Andrew Morton already knows the first line of his obituary. “It will be, ‘Princess Diana’s biographer Andrew Morton is dead,'” he tells me quite confidently on Zoom.
He’s probably right.
Morton is the author of Diana, her true story, a 1992 tell-all about the Princess of Wales, which revealed the truth about Diana’s deeply unhappy marriage to Prince Charles and her struggles as a member of the royal family. When the explosive biography was published, Diana denied working with Morton, but after his death he revealed how pivotal the royal was in shaping the story. (The book was later reissued as Diana: her true story, in her own words.)
When writing His real storyMorton sent Diana questions and the princess secretly recorded her answers, sending the tapes back to Morton via her friend. Dr. James Colthurst. Their secret collaboration recently became fodder for an episode of The crownwith Elizabeth Debicki playing Diana and Andrew Steele portraying the bespectacled author.
“To be honest with you, the story of how we did Diana: her true story was a TV drama waiting to happen,” Morton says, noting that he served as a consultant on the episode, titled “The System.”
“I had eight writers on a conference call to discuss the absolute details of that time period. And luckily I kept notes on it all. Detailing the plot of the episode, he shares that yes, he was nicknamed “Clark Kent”, years ago on the royal rhythm, and yes, just like in The crownhis office was broken into while working on the book.
“I was warned by two people, [royal reporter] Richard Kay and [royal photographer] Arthur Edwards, that the Royal Protection Squad were looking for my contact very discreetly and they were reviewing everything,” he recalled. “And then a few weeks after that warning, I came to my office one day and it was broken into. The camera was stolen, some files were browsed. But the tapes were never kept there anyway. James always kept the tapes.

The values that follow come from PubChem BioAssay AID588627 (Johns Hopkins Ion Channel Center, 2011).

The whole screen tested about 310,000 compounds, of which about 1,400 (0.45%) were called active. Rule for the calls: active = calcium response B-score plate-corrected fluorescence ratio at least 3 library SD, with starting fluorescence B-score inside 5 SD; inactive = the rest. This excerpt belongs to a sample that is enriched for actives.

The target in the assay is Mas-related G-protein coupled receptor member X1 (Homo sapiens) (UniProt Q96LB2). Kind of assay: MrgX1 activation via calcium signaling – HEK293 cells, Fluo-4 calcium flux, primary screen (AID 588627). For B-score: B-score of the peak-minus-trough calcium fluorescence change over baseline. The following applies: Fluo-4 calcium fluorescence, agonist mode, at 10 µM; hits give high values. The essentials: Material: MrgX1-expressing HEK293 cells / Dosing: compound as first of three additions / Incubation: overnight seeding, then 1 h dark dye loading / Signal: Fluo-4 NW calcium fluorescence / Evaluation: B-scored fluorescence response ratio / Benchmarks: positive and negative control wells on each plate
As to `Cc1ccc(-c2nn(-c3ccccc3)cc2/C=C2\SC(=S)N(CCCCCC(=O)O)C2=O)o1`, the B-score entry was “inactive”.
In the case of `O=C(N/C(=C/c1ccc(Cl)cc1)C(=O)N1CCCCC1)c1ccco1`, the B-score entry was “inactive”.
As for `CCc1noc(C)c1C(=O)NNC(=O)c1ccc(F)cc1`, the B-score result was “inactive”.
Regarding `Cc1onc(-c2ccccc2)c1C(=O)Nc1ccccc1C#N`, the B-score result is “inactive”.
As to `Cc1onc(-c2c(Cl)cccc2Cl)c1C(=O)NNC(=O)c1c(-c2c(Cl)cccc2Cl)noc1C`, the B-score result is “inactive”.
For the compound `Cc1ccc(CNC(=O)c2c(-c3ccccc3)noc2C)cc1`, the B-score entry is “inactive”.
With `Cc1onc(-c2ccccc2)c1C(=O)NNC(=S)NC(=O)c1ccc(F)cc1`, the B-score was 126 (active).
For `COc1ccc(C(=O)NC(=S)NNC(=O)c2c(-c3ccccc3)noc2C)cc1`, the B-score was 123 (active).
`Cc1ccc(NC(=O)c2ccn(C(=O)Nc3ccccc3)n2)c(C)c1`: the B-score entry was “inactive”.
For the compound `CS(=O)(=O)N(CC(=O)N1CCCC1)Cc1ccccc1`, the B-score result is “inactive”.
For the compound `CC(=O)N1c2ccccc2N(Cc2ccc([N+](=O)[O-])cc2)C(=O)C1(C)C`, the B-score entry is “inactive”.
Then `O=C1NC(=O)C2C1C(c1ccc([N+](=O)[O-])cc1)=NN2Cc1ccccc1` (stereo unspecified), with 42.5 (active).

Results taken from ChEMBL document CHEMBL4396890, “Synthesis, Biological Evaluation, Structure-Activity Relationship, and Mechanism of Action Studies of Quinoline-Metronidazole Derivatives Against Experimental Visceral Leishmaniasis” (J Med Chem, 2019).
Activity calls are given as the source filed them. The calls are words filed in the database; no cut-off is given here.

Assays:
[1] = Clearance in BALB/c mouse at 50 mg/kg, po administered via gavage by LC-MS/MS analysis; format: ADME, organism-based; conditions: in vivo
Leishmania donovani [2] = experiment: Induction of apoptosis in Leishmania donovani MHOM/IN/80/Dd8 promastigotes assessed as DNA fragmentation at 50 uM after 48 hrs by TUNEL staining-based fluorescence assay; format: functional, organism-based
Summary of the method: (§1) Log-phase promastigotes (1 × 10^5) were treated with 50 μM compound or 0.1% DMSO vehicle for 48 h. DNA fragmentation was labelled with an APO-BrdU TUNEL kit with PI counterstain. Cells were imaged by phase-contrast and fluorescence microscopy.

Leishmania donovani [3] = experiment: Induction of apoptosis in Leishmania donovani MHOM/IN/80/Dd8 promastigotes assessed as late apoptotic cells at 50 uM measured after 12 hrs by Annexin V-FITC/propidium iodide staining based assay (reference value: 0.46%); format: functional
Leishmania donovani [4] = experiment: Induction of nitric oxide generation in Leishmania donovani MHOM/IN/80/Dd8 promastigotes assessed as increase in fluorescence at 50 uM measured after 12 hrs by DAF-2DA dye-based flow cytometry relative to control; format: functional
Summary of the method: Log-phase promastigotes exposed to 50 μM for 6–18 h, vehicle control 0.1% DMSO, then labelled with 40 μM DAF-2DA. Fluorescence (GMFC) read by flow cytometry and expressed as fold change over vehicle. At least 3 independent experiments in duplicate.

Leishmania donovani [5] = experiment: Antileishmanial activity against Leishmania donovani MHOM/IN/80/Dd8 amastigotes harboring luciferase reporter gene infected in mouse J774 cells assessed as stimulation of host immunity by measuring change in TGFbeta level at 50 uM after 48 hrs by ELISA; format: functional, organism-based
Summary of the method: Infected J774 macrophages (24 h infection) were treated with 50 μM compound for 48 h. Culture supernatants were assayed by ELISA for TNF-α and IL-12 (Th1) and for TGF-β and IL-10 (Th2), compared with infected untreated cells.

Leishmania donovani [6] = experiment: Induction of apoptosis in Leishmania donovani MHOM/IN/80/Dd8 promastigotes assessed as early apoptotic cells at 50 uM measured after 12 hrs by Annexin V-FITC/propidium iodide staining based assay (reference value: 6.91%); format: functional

Debicki is strange as a late royal, he says. “When I saw her in The night manager, I remember saying to my wife, ‘This is the next Diana.’ There was simply no question. This is before she was cast. She just looked like Diana. It’s worrying.
More than 30 years after the book’s release and 25 after Diana’s tragic death, Morton is still “proud” that his legacy is tied to that of the princess. “I’m very proud that Diana asked me to write her story, and I think I did her justice. It helped her find meaning in her life and helped her move forward. And in a way, Camilla has a lot to thank me for,” he suggests with a smile before offering his take on why Diana and more specifically His real story continues to capture the public’s attention.
“It’s still a book that sells because the story is fascinating. It is the trajectory of a naive young woman. It’s almost a fairy tale in a way. The naive young woman who enters this rather cold, cruel and distant world. And it’s her fight to find and be herself. This is what makes history more than fair, it did this, that and the other, it transcends history. His life story transcends the individual,” he tells me.
“Who would think a princess would say to someone she barely knows, ‘I’m going to tell you everything about my life?’ It’s amazing.
Morton could have easily rested on his laurels following the publication of Diana: her true story, but he is always busy writing. His latest book, The Queen: Her Life, released today, is a comprehensive look at the late monarch and her reign, the first to debut since the Queen died in September at the age of 96. “This is the first biography from start to finish. It’s the first book that sums up his whole life,” he explains.
“She was much loved and missed not just by the British people, but by people all over the world. And you saw that in the outpourings of grief or respect, I think, for her on that long journey from Balmoral. It made me smile because when I started working on it I went to Edinburgh, and the people in Edinburgh who were part of Operation Unicorn were convinced without any argument that she would decide to go through her last days there – and I don’t. I don’t blame her because it’s a beautiful part of the world.
In addition to Queen Elizabeth and Princess Diana, Morton has written biographies of royals (Meghan Markle, Kate Middleton, Wallis Simpson) and notable non-royals (Monica Lewinsky, Tom Cruise, Victoria Beckham) . He’s already working on his next project, but is keeping quiet about it: “If I tell you what it is, someone else will.”
But there are at least two subjects that it is prudent to exclude. “In the future it is obvious that people will write about King Charles and Queen Camilla, but I think my relationship with the late Princess of Wales prevents me from adding to this corpus. It is time to examine different types of pasture.
As Town & Country’s Digital Director, Caroline Hallemann covers culture, entertainment and more